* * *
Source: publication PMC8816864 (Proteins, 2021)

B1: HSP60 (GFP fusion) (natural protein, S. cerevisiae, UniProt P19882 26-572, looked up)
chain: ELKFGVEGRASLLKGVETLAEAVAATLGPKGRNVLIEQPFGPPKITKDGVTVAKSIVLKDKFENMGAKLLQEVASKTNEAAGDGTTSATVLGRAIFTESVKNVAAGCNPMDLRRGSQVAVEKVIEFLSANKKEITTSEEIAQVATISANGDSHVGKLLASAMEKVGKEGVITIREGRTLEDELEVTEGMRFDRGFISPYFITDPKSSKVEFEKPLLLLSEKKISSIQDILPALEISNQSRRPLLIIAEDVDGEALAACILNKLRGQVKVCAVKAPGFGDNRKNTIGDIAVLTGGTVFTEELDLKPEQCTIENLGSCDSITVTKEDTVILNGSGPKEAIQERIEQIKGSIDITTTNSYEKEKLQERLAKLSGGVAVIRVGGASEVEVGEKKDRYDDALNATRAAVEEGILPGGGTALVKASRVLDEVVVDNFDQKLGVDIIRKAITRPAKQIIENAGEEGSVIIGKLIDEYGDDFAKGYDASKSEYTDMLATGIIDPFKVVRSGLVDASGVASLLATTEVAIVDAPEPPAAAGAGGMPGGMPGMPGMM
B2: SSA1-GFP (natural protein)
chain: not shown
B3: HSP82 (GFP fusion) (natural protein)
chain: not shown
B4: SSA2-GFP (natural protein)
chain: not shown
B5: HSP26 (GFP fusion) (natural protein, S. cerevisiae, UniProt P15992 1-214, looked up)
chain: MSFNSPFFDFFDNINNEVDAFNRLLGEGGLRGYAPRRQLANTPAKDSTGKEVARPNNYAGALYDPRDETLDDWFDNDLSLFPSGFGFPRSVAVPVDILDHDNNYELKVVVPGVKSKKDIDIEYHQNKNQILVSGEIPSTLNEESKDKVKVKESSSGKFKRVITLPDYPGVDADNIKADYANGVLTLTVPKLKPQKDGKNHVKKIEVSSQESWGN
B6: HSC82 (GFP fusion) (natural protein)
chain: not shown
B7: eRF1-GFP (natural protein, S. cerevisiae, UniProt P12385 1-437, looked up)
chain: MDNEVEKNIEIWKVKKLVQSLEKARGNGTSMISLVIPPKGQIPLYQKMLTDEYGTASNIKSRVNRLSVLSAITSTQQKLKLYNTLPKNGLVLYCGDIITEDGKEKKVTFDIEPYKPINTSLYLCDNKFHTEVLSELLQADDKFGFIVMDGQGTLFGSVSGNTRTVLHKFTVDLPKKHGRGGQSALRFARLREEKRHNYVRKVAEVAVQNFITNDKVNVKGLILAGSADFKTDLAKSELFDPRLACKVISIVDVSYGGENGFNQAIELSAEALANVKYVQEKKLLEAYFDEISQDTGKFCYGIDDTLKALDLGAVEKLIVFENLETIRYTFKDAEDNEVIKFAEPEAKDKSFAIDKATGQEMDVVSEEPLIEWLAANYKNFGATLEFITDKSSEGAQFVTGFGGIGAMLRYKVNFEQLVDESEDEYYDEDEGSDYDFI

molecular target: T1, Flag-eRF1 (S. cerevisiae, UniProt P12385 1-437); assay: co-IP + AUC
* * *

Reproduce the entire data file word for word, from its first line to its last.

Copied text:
Source: publication PMC8816864 (Proteins, 2021)

B1: HSP60 (GFP fusion) (natural protein, S. cerevisiae, UniProt P19882 26-572, looked up)
chain: ELKFGVEGRASLLKGVETLAEAVAATLGPKGRNVLIEQPFGPPKITKDGVTVAKSIVLKDKFENMGAKLLQEVASKTNEAAGDGTTSATVLGRAIFTESVKNVAAGCNPMDLRRGSQVAVEKVIEFLSANKKEITTSEEIAQVATISANGDSHVGKLLASAMEKVGKEGVITIREGRTLEDELEVTEGMRFDRGFISPYFITDPKSSKVEFEKPLLLLSEKKISSIQDILPALEISNQSRRPLLIIAEDVDGEALAACILNKLRGQVKVCAVKAPGFGDNRKNTIGDIAVLTGGTVFTEELDLKPEQCTIENLGSCDSITVTKEDTVILNGSGPKEAIQERIEQIKGSIDITTTNSYEKEKLQERLAKLSGGVAVIRVGGASEVEVGEKKDRYDDALNATRAAVEEGILPGGGTALVKASRVLDEVVVDNFDQKLGVDIIRKAITRPAKQIIENAGEEGSVIIGKLIDEYGDDFAKGYDASKSEYTDMLATGIIDPFKVVRSGLVDASGVASLLATTEVAIVDAPEPPAAAGAGGMPGGMPGMPGMM
B2: SSA1-GFP (natural protein)
chain: not shown
B3: HSP82 (GFP fusion) (natural protein)
chain: not shown
B4: SSA2-GFP (natural protein)
chain: not shown
B5: HSP26 (GFP fusion) (natural protein, S. cerevisiae, UniProt P15992 1-214, looked up)
chain: MSFNSPFFDFFDNINNEVDAFNRLLGEGGLRGYAPRRQLANTPAKDSTGKEVARPNNYAGALYDPRDETLDDWFDNDLSLFPSGFGFPRSVAVPVDILDHDNNYELKVVVPGVKSKKDIDIEYHQNKNQILVSGEIPSTLNEESKDKVKVKESSSGKFKRVITLPDYPGVDADNIKADYANGVLTLTVPKLKPQKDGKNHVKKIEVSSQESWGN
B6: HSC82 (GFP fusion) (natural protein)
chain: not shown
B7: eRF1-GFP (natural protein, S. cerevisiae, UniProt P12385 1-437, looked up)
chain: MDNEVEKNIEIWKVKKLVQSLEKARGNGTSMISLVIPPKGQIPLYQKMLTDEYGTASNIKSRVNRLSVLSAITSTQQKLKLYNTLPKNGLVLYCGDIITEDGKEKKVTFDIEPYKPINTSLYLCDNKFHTEVLSELLQADDKFGFIVMDGQGTLFGSVSGNTRTVLHKFTVDLPKKHGRGGQSALRFARLREEKRHNYVRKVAEVAVQNFITNDKVNVKGLILAGSADFKTDLAKSELFDPRLACKVISIVDVSYGGENGFNQAIELSAEALANVKYVQEKKLLEAYFDEISQDTGKFCYGIDDTLKALDLGAVEKLIVFENLETIRYTFKDAEDNEVIKFAEPEAKDKSFAIDKATGQEMDVVSEEPLIEWLAANYKNFGATLEFITDKSSEGAQFVTGFGGIGAMLRYKVNFEQLVDESEDEYYDEDEGSDYDFI

molecular target: T1, Flag-eRF1 (S. cerevisiae, UniProt P12385 1-437); assay: co-IP + AUC